Forensic interviewing is a first step in most child protective services investigations, one in which a professional interviews a child to find out if he or she has been maltreated. In addition to yielding the information needed to make a determination about whether abuse or neglect has occurred, this approach produces evidence that will stand up in court if the investigation leads to criminal prosecution. Properly conducted forensic interviews are legally sound in part because they ensure the interviewer’s objectivity, employ non-leading techniques, and emphasize careful documentation of the interview. Recently, the Court of Appeals of Arizona, in State of Arizona v. Julio Cesar Garcia-Meza (2015 Ariz. App. Unpub. LEXIS 299), had the opportunity to review the admissibility of the expert testimony of a forensic interviewer in a trial involving allegations of child sexual abuse where the expert has no knowledge of the circumstances of the case.
The defendant was charged with several sex-related offenses committed over approximately ten years beginning when the victim was six years old – among which five were for molestation of the child, and four of the charges were for sexual abuse. During the trial, Wendy Dutton, a forensic interviewer at Phoenix Children’s Hospital, testified on behalf of the state regarding research of child sexual abuse and her experience working with such cases. Interestingly, Dutton was not aware of the circumstances of the particular case and her testimony was restricted to explaining topics such as the behavior patterns of child victims and their diverse reactions to sexual abuse.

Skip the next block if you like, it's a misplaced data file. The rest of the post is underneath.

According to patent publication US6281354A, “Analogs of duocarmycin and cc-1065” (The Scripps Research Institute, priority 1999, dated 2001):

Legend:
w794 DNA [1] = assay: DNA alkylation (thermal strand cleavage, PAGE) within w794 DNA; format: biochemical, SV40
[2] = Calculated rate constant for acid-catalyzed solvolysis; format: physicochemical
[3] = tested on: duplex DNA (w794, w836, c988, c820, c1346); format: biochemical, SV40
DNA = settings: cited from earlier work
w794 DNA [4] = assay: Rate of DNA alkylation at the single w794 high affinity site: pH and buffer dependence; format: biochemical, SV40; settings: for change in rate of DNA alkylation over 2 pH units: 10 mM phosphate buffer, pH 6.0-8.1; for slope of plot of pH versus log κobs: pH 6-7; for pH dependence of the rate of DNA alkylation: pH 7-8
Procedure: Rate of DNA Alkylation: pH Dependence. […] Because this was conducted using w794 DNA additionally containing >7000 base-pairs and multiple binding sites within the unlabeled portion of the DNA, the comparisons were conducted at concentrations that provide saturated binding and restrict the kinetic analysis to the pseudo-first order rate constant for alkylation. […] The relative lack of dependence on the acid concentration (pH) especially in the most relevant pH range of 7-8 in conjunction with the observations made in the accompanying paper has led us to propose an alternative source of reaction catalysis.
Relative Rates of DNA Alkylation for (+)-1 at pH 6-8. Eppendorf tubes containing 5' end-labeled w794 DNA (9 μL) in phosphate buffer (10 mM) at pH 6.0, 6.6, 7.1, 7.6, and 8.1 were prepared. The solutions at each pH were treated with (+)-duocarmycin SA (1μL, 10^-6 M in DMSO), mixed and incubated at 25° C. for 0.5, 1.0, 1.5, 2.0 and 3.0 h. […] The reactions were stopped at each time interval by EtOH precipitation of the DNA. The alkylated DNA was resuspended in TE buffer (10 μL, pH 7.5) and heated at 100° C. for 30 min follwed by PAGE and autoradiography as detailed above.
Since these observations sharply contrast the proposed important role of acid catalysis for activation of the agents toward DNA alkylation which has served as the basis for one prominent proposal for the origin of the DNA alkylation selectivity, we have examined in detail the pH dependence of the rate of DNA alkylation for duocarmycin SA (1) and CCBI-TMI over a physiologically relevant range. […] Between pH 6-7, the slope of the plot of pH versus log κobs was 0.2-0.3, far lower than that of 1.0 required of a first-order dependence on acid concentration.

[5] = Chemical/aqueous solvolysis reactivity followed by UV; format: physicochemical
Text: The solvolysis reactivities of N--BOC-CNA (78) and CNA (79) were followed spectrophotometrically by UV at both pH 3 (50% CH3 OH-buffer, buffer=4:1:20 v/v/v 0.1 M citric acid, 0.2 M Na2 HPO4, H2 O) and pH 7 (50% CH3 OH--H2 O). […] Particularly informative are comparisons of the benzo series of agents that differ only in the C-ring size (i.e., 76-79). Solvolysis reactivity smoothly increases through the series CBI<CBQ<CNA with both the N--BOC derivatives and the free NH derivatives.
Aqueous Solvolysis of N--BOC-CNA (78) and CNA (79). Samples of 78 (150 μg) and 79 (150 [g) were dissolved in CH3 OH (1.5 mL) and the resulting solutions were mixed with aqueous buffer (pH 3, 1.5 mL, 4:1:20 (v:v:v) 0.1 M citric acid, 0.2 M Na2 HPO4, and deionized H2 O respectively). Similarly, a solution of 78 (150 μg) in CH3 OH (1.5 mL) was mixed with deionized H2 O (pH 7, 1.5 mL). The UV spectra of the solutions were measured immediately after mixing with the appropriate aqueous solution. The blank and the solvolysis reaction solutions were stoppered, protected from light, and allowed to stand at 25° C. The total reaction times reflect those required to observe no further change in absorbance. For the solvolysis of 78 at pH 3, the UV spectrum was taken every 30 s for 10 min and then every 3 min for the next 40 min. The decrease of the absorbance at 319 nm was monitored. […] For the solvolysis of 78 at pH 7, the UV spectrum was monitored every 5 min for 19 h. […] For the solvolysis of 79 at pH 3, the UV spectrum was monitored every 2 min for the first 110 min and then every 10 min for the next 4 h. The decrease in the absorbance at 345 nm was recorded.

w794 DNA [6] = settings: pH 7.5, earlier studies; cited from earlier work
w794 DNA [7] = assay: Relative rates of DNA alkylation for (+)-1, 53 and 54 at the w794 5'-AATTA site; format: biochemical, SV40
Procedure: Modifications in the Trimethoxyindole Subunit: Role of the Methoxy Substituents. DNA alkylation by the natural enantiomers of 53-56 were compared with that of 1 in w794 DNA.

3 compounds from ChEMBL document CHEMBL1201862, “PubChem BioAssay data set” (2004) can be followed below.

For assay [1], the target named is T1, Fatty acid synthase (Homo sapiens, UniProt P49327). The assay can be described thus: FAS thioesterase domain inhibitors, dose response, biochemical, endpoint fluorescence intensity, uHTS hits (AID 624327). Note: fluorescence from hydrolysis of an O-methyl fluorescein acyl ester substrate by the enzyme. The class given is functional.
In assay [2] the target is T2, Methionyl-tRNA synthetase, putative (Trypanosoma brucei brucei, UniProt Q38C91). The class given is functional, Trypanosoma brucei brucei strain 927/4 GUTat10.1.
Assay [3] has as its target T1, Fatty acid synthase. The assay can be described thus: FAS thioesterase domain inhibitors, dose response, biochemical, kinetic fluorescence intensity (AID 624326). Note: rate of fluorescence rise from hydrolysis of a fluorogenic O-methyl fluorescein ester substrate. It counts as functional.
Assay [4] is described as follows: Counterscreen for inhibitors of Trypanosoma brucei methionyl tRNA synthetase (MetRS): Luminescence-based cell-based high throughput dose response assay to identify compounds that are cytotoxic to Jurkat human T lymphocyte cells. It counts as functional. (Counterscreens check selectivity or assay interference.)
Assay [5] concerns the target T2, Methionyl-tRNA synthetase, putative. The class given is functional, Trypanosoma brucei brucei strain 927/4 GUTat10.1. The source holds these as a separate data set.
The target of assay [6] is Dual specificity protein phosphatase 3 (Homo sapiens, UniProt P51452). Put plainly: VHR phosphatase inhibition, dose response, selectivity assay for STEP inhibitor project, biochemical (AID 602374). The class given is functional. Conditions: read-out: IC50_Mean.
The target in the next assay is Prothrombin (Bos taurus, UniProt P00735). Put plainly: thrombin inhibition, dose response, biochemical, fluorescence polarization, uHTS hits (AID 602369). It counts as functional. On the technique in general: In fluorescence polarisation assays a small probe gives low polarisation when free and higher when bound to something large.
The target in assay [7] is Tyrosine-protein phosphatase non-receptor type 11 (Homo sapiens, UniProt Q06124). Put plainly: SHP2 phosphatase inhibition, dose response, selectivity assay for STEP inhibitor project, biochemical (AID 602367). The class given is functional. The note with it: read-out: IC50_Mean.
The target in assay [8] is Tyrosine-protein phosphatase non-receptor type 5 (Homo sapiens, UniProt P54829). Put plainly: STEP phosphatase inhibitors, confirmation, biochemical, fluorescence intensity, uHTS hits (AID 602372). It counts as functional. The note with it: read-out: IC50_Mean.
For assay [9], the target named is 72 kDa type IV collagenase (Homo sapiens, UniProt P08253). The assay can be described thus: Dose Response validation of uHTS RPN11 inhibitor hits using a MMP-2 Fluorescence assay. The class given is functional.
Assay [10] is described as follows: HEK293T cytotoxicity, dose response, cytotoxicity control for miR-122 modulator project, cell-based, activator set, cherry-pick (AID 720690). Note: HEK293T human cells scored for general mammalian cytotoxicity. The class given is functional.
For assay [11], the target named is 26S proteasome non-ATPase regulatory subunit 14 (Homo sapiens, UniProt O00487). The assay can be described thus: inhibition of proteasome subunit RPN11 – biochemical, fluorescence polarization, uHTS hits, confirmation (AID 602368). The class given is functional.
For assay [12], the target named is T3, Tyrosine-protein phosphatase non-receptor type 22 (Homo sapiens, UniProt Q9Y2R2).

The defendant, appealing from the trial court verdict having found him guilty on all counts, challenged, inter alia, the admission of Dutton’s testimony, arguing that it was not helpful to the the jury in appreciation of the facts of the case as Dutton stated that all minor victims might not respond to sexual abuse in the same manner. The Court of Appeals interestingly found this very aspect of Dutton’s testimony to be weighing in favour of its relevance during trial. The Court observed that the expert testimony in this case was instrumental in determining the credibility of the victim, as the opinion expressed by Dutton that ‘almost any behavior could be consistent with being a victim of child sexual abuse’ sought to dispel common misconceptions that such victims will always react or respond to abuse in the same manner. Therefore, the Court concluded that Dutton’s opinions were properly admitted to help the jury to understand the testimony of the victim and evaluate her credibility.